· Increases funding for the Clean Water Management Trust Fund, the Tobacco Trust Fund, and the Agricultural Development and Farmland Preservation Trust Fund.
· Expands support for the aquaculture industry and provides funding for dredging to ensure valuable economic activity at the North Carolina coast can continue.
· Allocates over $750,000 to expand international marketing of North Carolina agricultural products.
· Provides funding for engineers to improve dam safety and review emergency action plans to help prevent catastrophic flooding.
· Sets aside $2.3 million to purchase a new firefighting aircraft in the wake of devastating wildfires in Western North Carolina.
· Provides $250,000 to the Department of Agriculture to continue fighting against federal overreach in the form of the new Waters of the United States definition after the Cooper Administration withdrew from the federal lawsuit challenging this unprecedented land grab.
· Increases funding for the Strategic Transportation Investments Program (STIP) by $320 million over two years, which will allow 100 new highway projects to be added over a ten-year period.
· Includes $241 million to improve structurally deficient bridges across the state, adds $143 million to improve the condition and safety of existing roads, increases contract resurfacing by $20 million, and increases funding for pavement preservation by $30 million, extending the life of thousands of miles of roads.
· Invests $100 million to fund immediate-need construction projects across the state that improve mobility and safety, reduce congestion, and spur economic development.
· Includes $208 million over two years for a Roadside Environmental Fund dedicated to ensuring the safety and beautification of the state’s highways.
· Modernizes the state’s transportation network by providing additional funding to airports across the state for infrastructure improvements, and to the State Ports Authority for infrastructure and dredging needs.
· The rainy day fund grows to $1.838 billion, or 8.2 percent of last year’s budget – the largest dollar amount and percentage in state history.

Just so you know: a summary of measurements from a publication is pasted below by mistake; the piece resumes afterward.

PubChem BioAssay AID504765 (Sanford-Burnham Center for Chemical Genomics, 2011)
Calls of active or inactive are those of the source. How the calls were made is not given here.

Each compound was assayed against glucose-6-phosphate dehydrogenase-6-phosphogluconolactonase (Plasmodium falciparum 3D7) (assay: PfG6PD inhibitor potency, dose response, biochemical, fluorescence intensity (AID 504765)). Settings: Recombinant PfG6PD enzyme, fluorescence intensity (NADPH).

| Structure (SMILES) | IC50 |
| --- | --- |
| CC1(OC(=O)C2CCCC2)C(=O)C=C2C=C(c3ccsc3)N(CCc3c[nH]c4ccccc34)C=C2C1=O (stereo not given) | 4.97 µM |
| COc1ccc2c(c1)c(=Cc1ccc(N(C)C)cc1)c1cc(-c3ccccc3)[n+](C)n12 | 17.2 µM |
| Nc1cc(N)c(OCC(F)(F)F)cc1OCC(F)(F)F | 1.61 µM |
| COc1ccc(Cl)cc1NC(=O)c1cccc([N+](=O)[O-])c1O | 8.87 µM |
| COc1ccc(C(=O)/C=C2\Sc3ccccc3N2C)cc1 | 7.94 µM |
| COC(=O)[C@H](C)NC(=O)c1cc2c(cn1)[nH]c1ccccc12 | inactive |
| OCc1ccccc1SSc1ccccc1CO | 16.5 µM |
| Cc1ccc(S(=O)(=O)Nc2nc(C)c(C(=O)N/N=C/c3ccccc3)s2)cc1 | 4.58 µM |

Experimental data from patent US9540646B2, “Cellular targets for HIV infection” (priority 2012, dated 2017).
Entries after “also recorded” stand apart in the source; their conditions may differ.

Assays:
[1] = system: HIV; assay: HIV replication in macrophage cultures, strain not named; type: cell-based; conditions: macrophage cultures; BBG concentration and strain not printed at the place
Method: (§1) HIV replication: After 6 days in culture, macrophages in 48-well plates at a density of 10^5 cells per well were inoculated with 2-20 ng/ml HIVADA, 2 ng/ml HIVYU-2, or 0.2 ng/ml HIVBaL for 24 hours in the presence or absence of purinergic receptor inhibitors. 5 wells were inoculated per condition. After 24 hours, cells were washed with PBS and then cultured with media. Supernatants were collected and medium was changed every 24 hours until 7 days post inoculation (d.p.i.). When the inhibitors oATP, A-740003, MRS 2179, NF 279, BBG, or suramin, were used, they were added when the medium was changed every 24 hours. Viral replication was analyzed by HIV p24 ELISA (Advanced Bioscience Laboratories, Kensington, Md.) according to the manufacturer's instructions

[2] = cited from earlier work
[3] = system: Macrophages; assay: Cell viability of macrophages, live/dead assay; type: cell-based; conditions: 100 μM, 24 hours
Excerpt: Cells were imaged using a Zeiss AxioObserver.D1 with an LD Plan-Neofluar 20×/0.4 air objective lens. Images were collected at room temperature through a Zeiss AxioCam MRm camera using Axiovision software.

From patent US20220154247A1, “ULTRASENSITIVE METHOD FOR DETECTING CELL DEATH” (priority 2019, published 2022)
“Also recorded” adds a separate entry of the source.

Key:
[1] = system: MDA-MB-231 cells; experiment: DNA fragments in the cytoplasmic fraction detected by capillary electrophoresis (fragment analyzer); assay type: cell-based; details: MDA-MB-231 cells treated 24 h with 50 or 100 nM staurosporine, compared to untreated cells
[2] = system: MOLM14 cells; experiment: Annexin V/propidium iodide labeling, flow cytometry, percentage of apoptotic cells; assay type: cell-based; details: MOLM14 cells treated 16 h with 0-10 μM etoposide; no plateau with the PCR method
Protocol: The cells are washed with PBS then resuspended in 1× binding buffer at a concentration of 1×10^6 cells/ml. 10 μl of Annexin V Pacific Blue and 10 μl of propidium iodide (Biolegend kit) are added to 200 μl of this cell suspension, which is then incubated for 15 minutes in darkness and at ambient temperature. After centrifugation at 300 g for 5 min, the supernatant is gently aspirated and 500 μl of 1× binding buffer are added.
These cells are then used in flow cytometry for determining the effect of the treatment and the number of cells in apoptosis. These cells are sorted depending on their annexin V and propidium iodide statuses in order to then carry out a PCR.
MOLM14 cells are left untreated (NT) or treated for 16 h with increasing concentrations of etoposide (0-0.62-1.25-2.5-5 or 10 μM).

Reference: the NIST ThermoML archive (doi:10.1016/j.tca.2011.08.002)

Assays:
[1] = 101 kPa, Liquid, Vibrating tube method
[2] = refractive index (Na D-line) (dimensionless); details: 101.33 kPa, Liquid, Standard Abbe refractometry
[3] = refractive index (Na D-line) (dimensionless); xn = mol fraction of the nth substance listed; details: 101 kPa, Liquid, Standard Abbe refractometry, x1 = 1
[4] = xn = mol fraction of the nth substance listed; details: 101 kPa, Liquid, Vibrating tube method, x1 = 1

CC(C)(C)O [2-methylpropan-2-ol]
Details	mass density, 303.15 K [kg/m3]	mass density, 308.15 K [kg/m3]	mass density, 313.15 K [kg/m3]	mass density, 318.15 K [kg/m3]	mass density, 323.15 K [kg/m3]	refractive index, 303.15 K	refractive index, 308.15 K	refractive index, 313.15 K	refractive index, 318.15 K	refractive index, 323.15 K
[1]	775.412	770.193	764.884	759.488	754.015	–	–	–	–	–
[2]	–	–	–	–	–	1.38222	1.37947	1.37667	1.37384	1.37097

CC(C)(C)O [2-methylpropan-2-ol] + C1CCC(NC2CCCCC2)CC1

· $125 million will go to make needed repairs and renovations to state and university facilities.
· North Carolina’s military operations will help to be preserved with $2 million for the next Base Realignment and Closure (BRAC).
· The commitment to improving government transparency continues by funding a website that makes every state agency, county, and local school district budget available for citizens to view online.
· Those who provide our services, our dedicated state employees, will receive a $1,000 across the board wage increase.
· Government operations efficiency is targeted in a fully-consolidated statewide Enterprise Resource Planning system.
· The office of the State Auditor will conduct more specialized audits, and funding is allocated to assist the state Department of Revenue and Department of Insurance in identifying and preventing fraud.
One of the projects of which I am most proud this session was to work to get more District 48 citizens appointed to the various NC Boards and Commissions. For those of us who would like to see the mountain voice amplified in Raleigh, having more representation from our area is yet another method to do so. These important positions are thankless, and they are usually invisible to the people living in our district, but they play important roles in our lives—sometimes directly and sometimes indirectly. The following is a list of seven area residents that deserve our gratitude for their willingness to serve us: